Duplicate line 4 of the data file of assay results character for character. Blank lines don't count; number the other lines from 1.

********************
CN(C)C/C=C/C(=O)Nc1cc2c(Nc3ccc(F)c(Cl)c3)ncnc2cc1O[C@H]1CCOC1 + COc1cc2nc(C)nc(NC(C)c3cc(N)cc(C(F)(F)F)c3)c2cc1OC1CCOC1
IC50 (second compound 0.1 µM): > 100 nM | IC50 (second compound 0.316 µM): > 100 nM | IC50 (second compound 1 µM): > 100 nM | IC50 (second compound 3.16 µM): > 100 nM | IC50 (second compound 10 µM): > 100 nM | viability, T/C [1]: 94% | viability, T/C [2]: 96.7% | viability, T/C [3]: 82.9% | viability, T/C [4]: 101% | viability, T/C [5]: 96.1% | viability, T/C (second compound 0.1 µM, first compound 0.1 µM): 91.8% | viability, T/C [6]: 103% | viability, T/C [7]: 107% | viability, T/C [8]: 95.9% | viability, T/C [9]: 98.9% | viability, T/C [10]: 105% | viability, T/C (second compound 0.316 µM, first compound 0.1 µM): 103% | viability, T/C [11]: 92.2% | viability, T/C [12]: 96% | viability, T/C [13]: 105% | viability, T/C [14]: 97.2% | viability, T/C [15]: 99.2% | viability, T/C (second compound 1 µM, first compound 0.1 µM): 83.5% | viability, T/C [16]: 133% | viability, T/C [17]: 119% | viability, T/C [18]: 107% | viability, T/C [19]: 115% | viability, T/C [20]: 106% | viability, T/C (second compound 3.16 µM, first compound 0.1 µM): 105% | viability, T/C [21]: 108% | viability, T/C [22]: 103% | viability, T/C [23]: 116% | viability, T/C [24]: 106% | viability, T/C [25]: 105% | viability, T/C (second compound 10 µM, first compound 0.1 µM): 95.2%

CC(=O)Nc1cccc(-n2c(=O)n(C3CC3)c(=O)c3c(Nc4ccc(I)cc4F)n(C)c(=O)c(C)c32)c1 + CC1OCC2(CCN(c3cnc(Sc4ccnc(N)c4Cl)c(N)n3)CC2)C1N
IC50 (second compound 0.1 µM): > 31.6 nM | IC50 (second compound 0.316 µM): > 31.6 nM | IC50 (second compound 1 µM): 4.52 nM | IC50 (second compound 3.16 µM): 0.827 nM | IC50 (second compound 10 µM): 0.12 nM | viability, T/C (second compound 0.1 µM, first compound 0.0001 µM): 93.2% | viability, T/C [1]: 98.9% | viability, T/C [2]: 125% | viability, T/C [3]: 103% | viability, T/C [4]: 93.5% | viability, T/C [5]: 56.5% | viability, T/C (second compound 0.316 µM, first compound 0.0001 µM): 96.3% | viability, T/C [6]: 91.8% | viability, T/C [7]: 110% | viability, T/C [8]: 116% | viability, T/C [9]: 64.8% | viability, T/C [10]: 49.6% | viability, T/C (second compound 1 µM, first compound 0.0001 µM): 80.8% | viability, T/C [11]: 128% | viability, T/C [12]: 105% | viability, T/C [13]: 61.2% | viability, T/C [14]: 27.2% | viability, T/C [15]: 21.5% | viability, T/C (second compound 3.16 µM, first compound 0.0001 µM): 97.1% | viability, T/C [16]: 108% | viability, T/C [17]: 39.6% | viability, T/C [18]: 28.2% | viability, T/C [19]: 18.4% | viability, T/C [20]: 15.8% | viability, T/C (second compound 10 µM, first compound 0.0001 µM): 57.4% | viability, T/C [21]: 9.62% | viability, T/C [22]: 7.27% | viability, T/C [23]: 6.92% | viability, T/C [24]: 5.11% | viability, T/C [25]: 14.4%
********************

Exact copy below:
IC50 (second compound 0.1 µM): > 31.6 nM | IC50 (second compound 0.316 µM): > 31.6 nM | IC50 (second compound 1 µM): 4.52 nM | IC50 (second compound 3.16 µM): 0.827 nM | IC50 (second compound 10 µM): 0.12 nM | viability, T/C (second compound 0.1 µM, first compound 0.0001 µM): 93.2% | viability, T/C [1]: 98.9% | viability, T/C [2]: 125% | viability, T/C [3]: 103% | viability, T/C [4]: 93.5% | viability, T/C [5]: 56.5% | viability, T/C (second compound 0.316 µM, first compound 0.0001 µM): 96.3% | viability, T/C [6]: 91.8% | viability, T/C [7]: 110% | viability, T/C [8]: 116% | viability, T/C [9]: 64.8% | viability, T/C [10]: 49.6% | viability, T/C (second compound 1 µM, first compound 0.0001 µM): 80.8% | viability, T/C [11]: 128% | viability, T/C [12]: 105% | viability, T/C [13]: 61.2% | viability, T/C [14]: 27.2% | viability, T/C [15]: 21.5% | viability, T/C (second compound 3.16 µM, first compound 0.0001 µM): 97.1% | viability, T/C [16]: 108% | viability, T/C [17]: 39.6% | viability, T/C [18]: 28.2% | viability, T/C [19]: 18.4% | viability, T/C [20]: 15.8% | viability, T/C (second compound 10 µM, first compound 0.0001 µM): 57.4% | viability, T/C [21]: 9.62% | viability, T/C [22]: 7.27% | viability, T/C [23]: 6.92% | viability, T/C [24]: 5.11% | viability, T/C [25]: 14.4%